PADUCAH — Have you noticed your child complaining about headaches or rubbing their eyes frequently? It might be time to schedule an eye exam.
It's hard to get your kids to take a break from the computer when they have to use it for virtual learning. A study shows vision problems among Chinese children has increased during the pandemic. The increase in vision problems occurred while kids were learning from home during COVID-19 quarantine.
"For the younger kids, focusing on something up close can definitely increase the problem of nearsightedness," said Dr.Brian Bodnarchuk, an eye doctor at the Ophthalmology Group in Paducah. "So, since the '70s, nearsightedness has almost doubled."
Being nearsighted means it's easier to see things that are close to the individual's face and more challenging to see details that are far off.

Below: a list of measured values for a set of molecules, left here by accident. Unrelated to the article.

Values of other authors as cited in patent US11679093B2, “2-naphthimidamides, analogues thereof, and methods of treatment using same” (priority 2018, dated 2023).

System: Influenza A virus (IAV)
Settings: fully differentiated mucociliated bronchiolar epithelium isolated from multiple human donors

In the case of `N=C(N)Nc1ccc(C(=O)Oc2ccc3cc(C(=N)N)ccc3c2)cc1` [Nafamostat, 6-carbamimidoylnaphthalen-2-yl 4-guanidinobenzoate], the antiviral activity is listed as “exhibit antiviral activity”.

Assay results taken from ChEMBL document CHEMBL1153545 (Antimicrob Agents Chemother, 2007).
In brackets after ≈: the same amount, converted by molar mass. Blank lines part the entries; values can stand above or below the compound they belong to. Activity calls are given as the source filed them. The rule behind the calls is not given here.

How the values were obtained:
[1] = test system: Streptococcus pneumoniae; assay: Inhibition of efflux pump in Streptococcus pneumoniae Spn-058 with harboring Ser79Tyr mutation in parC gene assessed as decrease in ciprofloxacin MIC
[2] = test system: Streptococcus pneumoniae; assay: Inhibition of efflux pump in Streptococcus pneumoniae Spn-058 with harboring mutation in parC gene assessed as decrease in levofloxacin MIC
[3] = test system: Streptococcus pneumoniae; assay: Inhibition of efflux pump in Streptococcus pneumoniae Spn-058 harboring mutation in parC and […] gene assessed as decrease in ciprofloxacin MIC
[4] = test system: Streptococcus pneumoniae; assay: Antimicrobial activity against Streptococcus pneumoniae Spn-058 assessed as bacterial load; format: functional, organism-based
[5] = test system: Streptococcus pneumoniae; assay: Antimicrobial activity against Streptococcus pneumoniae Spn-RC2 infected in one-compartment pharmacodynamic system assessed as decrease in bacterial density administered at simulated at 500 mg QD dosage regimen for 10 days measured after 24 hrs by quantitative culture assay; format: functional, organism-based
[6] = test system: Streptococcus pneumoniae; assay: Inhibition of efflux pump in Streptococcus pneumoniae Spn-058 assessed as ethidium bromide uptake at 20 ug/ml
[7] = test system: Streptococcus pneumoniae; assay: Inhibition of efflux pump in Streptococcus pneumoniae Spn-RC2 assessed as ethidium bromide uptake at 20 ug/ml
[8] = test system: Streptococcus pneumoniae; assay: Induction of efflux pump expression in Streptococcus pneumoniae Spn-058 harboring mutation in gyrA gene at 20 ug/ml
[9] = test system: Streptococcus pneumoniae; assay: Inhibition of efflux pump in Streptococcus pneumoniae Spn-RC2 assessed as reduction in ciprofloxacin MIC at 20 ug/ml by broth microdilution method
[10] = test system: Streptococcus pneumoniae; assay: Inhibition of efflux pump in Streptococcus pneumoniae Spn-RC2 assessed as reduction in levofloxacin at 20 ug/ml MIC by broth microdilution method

Bodnarchuk said you may notice your kids squinting or constantly rubbing their eyes, and those could be warning signs of vision issues.
"We're not outside all the time looking off into the distance, doing far off things. We're all kind of in this up-close world," Bodnarchuk said. "And that's increasing the nearsightedness."
The American Academy of Pediatrics said limiting screen time, positioning screens properly, and moving computers back can help kids' eyesight.
You can use a timer to remind kids to put down the screen for at least 10 minutes every hour. Also, set your children's computers slightly below eye level, because looking up at a computer dries eyes out quicker. Some experts suggest the 1/2/10 rule. That means placing smartphones 1 foot away from the eyes, laptops 2 feet, and TV screens around 10 feet.
If your child is heading back to in-person learning or is still learning at home, it might be time to make an eye appointment.